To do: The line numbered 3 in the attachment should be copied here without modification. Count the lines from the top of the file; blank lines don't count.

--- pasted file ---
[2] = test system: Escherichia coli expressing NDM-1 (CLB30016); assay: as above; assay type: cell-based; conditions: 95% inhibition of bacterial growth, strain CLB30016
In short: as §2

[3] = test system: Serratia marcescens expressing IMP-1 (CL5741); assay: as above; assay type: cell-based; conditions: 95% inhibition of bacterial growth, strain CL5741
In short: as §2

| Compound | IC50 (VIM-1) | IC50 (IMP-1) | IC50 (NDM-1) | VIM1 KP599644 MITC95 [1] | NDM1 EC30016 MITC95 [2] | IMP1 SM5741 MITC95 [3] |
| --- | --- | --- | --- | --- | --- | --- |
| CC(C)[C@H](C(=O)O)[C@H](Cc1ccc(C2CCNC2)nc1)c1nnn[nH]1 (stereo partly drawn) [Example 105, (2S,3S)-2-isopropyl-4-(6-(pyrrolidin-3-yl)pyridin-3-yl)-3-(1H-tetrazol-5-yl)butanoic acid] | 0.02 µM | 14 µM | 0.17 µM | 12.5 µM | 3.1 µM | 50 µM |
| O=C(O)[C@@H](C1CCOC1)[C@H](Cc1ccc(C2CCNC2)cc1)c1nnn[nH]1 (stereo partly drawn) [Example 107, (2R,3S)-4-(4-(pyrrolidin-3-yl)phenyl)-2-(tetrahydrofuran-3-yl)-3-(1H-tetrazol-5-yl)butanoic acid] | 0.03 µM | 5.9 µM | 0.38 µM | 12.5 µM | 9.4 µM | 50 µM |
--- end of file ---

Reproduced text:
[3] = test system: Serratia marcescens expressing IMP-1 (CL5741); assay: as above; assay type: cell-based; conditions: 95% inhibition of bacterial growth, strain CL5741